New York state has several initiatives intended to increase customer access to and participation in energy efficiency and renewable energy projects that have encountered barriers recently. First, Governor Mario Cuomo and the Public Service Commission (PSC) halted energy service companies from offering utility services to low-income customer based on higher-than-average customer charges for service. Last month, the Department of Public Service suspended efforts to address low-income customer participation in the state’s Shared Renewables community distributed generation initiative after no workable solutions were identified for decreasing barriers for increasing low-income customer participation. Barriers previously identified include credit scores and debt-to-income ratios required for leases and power purchase agreements, and up-front costs for loans and ownership of distributed generation resources. According to the governor’s website, approximately 25 percent of all electric customers in the state are considered low-income. The state’s Reforming the Energy Vision (REV) policy seeks to limit energy costs for low-income customers to no more than six percent of household incomes.

Peace on the Net Metering Front

solar panels.While several states around the country are locked in heated debates over net metering and the valuation of solar energy, Colorado’s largest utility signed onto an unprecedented settlement along with 26 other parties. In August, Xcel Energy struck a compromise with stakeholders and the Colorado Energy Office on a utility rate case that would have added fixed grid-use charges to customer bills and reduced volumetric charges for solar customers. Instead, the settlement will institute two voluntary pilot programs: a time-of-use rate trial that would charge customers more for the power they use during hours of peak demand, and a time-differentiated rate demand charge program that would base bills on customers’ single highest use of power. Additionally, the plan requires Xcel to add 225 MW of solar to its voluntary clean energy program between 2017 and 2019, and also to add 105 MW of new capacity to community solar gardens. Finally, the agreement approves Xcel’s Renewables*Connect proposal, allowing Xcel to build a 50 MW solar facility and sell shares of the installation statewide to the public.

Methane Leak Sends Storage Efforts Sky-High

While energy storage has been growing steadily, nothing appears to have done as much to prompt rapid storage development as the Aliso Canyon methane leak in California. The natural gas storage facility sits at around 20 percent of capacity. To address reliability concerns, the California Public Utilities Commission (CPUC) has directed utilities to deploy demand response and energy storage—some of which is expected to be operational by the year’s end. Utilities in the region are developing 160 MW of storage, along with 50 MW of load reduction through utility-connected smart meters. In addition, the California Legislature passed four bills to further the deployment of storage. On the East Coast, Massachusetts released an energy storage report calling for policies that support energy storage, along with the procurement of 600 MW of storage capacity. The Massachusetts legislature recently passed H.B. 4568, which creates a storage mandate—the third of its kind in the U.S., after California and Oregon. And finally, Congress will consider an investment tax credit (ITC) for energy storage, similar to the ITC for solar. According to GTM Research, the storage industry is expected to grow ninefold between 2015 and 2021, from 226 MW to 2.1 GW.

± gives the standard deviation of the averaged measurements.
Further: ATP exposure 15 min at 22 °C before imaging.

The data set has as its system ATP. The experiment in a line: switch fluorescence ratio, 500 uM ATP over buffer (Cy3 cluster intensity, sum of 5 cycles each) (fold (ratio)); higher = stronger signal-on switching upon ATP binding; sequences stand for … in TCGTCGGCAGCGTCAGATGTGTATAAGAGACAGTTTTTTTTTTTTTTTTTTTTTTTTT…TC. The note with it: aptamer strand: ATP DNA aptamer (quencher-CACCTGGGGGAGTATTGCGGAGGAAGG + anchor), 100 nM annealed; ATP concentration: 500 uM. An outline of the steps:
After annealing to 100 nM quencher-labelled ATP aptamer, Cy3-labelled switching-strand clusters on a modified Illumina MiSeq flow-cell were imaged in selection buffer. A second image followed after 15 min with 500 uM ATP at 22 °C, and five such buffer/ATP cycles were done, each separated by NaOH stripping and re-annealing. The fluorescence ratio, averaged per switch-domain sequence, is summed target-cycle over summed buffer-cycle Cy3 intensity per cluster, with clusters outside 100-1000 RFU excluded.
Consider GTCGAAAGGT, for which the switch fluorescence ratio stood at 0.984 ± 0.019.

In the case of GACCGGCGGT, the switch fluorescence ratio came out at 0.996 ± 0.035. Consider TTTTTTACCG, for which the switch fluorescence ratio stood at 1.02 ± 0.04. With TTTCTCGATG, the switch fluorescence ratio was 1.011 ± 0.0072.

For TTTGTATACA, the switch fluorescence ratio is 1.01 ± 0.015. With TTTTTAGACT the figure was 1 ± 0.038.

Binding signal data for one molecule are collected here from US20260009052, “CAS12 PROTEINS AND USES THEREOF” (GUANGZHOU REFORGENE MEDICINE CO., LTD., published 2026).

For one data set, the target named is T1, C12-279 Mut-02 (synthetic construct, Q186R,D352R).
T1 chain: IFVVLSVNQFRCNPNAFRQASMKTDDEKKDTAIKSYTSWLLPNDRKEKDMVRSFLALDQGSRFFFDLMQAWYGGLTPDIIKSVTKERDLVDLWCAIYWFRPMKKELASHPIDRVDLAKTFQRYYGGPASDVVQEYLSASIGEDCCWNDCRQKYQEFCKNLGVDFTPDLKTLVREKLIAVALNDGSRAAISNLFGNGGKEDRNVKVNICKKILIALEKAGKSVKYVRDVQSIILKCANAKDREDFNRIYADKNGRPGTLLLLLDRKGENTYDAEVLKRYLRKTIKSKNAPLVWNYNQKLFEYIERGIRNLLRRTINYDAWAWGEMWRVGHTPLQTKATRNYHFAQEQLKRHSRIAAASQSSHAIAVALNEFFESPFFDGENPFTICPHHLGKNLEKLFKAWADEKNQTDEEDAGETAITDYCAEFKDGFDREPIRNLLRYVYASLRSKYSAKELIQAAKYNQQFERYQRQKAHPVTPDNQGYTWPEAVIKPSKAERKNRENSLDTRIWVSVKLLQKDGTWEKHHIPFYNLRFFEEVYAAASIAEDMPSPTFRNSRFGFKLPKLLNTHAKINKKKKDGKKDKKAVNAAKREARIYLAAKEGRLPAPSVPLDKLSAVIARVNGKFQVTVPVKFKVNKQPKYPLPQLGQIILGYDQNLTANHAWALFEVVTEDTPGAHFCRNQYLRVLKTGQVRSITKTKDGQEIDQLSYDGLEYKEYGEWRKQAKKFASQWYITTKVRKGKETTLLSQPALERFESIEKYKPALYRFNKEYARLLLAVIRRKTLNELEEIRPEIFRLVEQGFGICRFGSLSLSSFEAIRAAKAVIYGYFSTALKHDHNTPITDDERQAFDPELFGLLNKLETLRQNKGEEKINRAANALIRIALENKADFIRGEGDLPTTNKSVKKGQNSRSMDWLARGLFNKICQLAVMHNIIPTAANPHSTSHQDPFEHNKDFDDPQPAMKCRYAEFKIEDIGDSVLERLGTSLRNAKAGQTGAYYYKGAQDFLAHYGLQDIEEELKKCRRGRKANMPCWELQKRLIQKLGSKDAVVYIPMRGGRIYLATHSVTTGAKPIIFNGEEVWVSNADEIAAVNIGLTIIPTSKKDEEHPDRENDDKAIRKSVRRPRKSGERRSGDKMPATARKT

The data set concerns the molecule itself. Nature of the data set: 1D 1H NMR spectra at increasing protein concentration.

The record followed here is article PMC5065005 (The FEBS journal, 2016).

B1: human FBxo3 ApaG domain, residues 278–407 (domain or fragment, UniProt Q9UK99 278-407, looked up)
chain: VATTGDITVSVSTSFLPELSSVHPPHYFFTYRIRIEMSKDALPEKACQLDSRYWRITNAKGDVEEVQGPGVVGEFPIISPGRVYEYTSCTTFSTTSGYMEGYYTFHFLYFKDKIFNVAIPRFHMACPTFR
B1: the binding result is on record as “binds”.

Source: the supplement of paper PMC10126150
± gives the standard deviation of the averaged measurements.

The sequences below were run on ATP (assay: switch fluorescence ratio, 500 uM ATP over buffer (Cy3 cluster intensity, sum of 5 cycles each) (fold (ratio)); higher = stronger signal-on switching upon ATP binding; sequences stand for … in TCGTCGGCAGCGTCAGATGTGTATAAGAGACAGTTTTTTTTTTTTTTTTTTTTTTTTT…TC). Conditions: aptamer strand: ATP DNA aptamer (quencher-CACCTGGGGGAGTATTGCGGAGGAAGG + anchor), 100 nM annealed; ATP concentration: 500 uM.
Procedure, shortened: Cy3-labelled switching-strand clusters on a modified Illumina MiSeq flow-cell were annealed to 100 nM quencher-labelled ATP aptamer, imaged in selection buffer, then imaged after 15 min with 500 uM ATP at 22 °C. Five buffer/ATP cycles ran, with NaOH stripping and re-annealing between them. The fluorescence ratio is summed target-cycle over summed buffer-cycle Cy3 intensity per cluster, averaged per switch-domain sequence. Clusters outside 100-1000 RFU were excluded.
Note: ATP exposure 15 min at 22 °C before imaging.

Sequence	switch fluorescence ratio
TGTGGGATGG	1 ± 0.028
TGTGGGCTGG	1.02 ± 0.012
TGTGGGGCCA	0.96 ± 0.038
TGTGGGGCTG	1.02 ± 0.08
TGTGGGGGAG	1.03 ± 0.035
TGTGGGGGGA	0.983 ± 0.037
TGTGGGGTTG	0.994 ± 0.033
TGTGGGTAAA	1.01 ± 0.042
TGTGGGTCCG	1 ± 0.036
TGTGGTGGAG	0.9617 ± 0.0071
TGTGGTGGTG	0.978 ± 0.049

Privatizing SPR

The House Natural Resources Committee approved H.R. 5259 that would end the administration’s pause in federal coal leasing. The bill would require the administration to finalize its programmatic environmental impact statement on the coal-leasing program.

Coal-Leasing Back on the Table

The House Natural Resources Committee approved H.R. 5259 that would end the administration’s pause in federal coal leasing. The bill would require the administration to finalize its programmatic environmental impact statement on the coal-leasing program.

Transmission Lines

The U.S. Department of Energy (DOE) released a final rule to accelerate permitting for interstate power lines on federal land, giving the developer a “simplified integrated inter-agency permitting process.”


State Actions in Support of Nuclear Generation

Nuclear power plant.Nuclear power faces a number of issues in today’s wholesale electricity markets—from low natural gas prices to competition from other generation resources. NCSL recently published “State Actions in Support of Nuclear Generation,” which tracks the actions being taken by some states to counter these forces and prevent premature nuclear plant closures. This legislative update outlines a number of policies being pursued in various states across the nation, along with a brief overview of what’s causing early retirements in the nuclear power industry.